Sebastopol, CA, Sept. 12, 2008—The third annual RailsConf Europe September 2-4 in Berlin gave the dynamic European Rails community exactly what it asked for: Technical tools to match its advancing skills. From the ambitious novice to the experienced programmer, Europe's Rails users said they wanted in-depth sessions and real-world solutions that would give them an edge in innovation and productivity. Co-presenters Ruby Central and O'Reilly Media gave them what they wanted.
"It was particularly gratifying to hear from many attendees that they found the program content more advanced and more instructive than last year," program chair David A. Black said. "It's always hard to fine-tune the level of talks across a big program like this, and I'm really glad to have evidence that people overall felt it had gone in the right direction."
Associate program chairs Chad Fowler and Rich Kilmer assisted Black in planning RailsConf Europe 2008, which is the largest European gathering of Ruby and Rails developers, with over 500 attendees this year." The three also headed RailsConf 2008 in Portland May 26-June 1, the largest gathering of Ruby and Rails developers in the world.
The three-day RailsConf Europe 2008 program featured more than 60 sessions, including technically informative talks from experts in everything from security to internationalization to deployment, metaprogramming, database and UI engineering. It offered three-hour tutorials that focused on in-depth, hands-on tools people could put to use immediately. It demonstrated ways European Rails users are making money at Rails.
RailsConf Europe also served as a meeting place where more established Rails users could come together with unsung innovators and brand new start-ups to inspire one another and generate fresh ideas. As speaker Christian Lupp said, "There is nothing that can replace the face-to-face communication within the community."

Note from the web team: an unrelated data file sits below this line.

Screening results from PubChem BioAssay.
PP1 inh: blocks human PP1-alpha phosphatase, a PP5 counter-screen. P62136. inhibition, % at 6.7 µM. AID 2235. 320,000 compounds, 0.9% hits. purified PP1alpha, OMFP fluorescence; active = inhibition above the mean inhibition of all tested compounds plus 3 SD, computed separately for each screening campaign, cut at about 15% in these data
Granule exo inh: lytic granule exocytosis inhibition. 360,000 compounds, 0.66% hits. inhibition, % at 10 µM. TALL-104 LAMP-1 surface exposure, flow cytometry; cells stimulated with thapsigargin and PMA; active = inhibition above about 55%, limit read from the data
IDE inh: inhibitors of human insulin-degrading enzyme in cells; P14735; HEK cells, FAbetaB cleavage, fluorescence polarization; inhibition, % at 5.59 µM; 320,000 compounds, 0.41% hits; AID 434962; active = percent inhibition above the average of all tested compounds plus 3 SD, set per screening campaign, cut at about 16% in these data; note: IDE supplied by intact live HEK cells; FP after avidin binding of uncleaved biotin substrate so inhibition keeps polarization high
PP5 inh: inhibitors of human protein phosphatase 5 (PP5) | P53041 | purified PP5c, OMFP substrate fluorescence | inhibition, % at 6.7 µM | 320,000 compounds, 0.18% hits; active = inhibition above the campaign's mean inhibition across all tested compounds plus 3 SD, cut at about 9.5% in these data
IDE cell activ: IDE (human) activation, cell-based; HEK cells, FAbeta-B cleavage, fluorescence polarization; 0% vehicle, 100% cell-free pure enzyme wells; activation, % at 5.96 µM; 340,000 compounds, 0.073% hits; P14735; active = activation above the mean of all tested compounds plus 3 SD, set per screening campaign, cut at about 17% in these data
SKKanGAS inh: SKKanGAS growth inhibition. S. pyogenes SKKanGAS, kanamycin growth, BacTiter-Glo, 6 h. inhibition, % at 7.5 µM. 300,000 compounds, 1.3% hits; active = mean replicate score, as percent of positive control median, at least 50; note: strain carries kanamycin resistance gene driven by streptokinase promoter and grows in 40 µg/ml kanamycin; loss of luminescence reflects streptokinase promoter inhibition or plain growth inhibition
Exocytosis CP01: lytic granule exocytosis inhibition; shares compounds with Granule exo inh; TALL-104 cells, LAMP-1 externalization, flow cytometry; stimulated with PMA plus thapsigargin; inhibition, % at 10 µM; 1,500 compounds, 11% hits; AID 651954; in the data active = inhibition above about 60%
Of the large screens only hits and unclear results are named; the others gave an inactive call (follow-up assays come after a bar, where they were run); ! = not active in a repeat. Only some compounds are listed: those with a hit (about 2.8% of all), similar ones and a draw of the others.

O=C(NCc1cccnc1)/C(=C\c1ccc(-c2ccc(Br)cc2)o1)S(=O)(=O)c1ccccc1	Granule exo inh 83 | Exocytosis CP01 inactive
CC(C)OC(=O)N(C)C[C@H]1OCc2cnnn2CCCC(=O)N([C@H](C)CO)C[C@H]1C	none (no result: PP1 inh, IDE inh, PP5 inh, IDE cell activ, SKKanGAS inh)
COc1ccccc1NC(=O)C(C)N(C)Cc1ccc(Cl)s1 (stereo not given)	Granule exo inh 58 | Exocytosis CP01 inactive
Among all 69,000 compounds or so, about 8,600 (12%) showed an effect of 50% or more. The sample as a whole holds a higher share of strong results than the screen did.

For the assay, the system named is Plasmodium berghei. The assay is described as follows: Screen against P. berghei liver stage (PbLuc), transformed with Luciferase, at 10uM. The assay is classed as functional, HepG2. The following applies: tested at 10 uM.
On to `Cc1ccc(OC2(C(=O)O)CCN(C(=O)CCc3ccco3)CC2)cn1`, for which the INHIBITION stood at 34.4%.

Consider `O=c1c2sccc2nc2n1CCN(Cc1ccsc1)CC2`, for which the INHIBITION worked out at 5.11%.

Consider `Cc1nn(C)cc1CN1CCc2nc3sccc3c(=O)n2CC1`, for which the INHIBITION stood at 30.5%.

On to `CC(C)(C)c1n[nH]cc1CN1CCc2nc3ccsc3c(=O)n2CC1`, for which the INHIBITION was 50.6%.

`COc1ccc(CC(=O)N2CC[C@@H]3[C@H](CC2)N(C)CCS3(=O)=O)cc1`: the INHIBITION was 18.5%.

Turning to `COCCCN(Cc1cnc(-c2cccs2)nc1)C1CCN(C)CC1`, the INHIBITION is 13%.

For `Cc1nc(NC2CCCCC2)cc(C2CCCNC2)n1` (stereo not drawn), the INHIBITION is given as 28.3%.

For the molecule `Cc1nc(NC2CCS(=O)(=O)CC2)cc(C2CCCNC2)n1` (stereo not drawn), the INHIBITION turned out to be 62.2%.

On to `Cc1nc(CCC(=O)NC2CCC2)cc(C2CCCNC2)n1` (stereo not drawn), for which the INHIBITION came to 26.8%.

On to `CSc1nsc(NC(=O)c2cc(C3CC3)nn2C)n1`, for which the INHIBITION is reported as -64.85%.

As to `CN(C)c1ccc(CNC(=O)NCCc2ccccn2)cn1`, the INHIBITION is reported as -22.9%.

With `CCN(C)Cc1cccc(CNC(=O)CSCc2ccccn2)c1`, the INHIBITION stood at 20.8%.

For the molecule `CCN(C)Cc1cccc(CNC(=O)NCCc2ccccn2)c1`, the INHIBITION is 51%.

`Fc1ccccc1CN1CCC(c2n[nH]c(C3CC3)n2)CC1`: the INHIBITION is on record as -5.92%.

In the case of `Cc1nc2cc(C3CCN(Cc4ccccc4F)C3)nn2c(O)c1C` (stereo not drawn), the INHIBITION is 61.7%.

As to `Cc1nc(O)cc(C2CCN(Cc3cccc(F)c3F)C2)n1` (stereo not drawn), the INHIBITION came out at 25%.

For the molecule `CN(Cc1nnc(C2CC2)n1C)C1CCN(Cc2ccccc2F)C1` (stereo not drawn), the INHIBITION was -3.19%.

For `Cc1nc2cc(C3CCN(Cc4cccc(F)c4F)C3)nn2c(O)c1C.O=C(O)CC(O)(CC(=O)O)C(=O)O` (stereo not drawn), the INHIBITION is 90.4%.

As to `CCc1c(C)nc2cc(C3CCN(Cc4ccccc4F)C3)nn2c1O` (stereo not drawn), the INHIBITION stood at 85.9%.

Among the presentations during the three-day conference were:
RailsConf Europe continued Fowler's popular Community Project Code-Drive, which debuted in Portland. People pitched their projects and the work they hoped to get done, and interested developers rolled up their sleeves to write code and make it happen.
The conference also introduced the "symposimi," which Black described as a town-meeting-like gathering of people who want to ask and answer questions about a certain topic. At the Berlin conference, the symposimi was about Ruby versions and implementations—who's using what, what's targeting what, the pros and cons of moving to 1.8.7 and/or 1.9.
The four companies that sponsored the conference were invaluable both for their support and for the important resources they made available at RailsConf Europe 2008: Engine Yard, Sun Microsystems, Brightbox and ELC Technologies.
Conference sponsor Sun Microsystems quietly rolled out a beta version of Project Kenai, an open source project hosting system which bills itself as "More than just a forge" and was built using JRuby on Rails. Atttendees at RailsConf Europe received hints about the project at technical sessions that provided glimpses into Project Kenai.
The next Rails conference, RailsConf 2009, will be in Las Vegas, May 4-7, 2009, co-presented by O'Reilly Media and Ruby Central.
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